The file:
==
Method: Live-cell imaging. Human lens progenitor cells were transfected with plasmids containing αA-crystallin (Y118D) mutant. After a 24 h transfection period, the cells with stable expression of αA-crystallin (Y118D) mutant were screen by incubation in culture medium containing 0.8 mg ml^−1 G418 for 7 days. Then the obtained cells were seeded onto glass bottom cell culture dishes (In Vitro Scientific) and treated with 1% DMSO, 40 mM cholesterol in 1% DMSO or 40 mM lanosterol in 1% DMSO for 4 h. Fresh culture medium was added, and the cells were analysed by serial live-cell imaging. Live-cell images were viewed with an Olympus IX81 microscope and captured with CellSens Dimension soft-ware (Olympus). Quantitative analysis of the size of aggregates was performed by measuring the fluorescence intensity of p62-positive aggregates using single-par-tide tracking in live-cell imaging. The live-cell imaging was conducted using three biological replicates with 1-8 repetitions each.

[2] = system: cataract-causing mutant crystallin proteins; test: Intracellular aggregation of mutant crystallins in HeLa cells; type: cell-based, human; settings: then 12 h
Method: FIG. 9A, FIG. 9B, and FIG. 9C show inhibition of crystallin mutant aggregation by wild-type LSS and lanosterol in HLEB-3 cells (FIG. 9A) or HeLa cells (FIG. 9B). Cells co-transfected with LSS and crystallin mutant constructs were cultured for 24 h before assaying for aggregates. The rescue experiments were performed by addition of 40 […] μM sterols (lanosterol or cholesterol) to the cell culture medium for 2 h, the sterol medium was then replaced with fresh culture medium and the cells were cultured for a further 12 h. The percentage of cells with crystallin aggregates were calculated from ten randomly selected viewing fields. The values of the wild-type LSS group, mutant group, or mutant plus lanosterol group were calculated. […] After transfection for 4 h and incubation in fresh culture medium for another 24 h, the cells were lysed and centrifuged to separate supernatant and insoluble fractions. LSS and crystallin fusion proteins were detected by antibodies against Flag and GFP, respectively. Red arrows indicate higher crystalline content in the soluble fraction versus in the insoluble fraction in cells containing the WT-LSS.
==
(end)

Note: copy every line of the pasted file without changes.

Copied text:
Method: Live-cell imaging. Human lens progenitor cells were transfected with plasmids containing αA-crystallin (Y118D) mutant. After a 24 h transfection period, the cells with stable expression of αA-crystallin (Y118D) mutant were screen by incubation in culture medium containing 0.8 mg ml^−1 G418 for 7 days. Then the obtained cells were seeded onto glass bottom cell culture dishes (In Vitro Scientific) and treated with 1% DMSO, 40 mM cholesterol in 1% DMSO or 40 mM lanosterol in 1% DMSO for 4 h. Fresh culture medium was added, and the cells were analysed by serial live-cell imaging. Live-cell images were viewed with an Olympus IX81 microscope and captured with CellSens Dimension soft-ware (Olympus). Quantitative analysis of the size of aggregates was performed by measuring the fluorescence intensity of p62-positive aggregates using single-par-tide tracking in live-cell imaging. The live-cell imaging was conducted using three biological replicates with 1-8 repetitions each.

[2] = system: cataract-causing mutant crystallin proteins; test: Intracellular aggregation of mutant crystallins in HeLa cells; type: cell-based, human; settings: then 12 h
Method: FIG. 9A, FIG. 9B, and FIG. 9C show inhibition of crystallin mutant aggregation by wild-type LSS and lanosterol in HLEB-3 cells (FIG. 9A) or HeLa cells (FIG. 9B). Cells co-transfected with LSS and crystallin mutant constructs were cultured for 24 h before assaying for aggregates. The rescue experiments were performed by addition of 40 […] μM sterols (lanosterol or cholesterol) to the cell culture medium for 2 h, the sterol medium was then replaced with fresh culture medium and the cells were cultured for a further 12 h. The percentage of cells with crystallin aggregates were calculated from ten randomly selected viewing fields. The values of the wild-type LSS group, mutant group, or mutant plus lanosterol group were calculated. […] After transfection for 4 h and incubation in fresh culture medium for another 24 h, the cells were lysed and centrifuged to separate supernatant and insoluble fractions. LSS and crystallin fusion proteins were detected by antibodies against Flag and GFP, respectively. Red arrows indicate higher crystalline content in the soluble fraction versus in the insoluble fraction in cells containing the WT-LSS.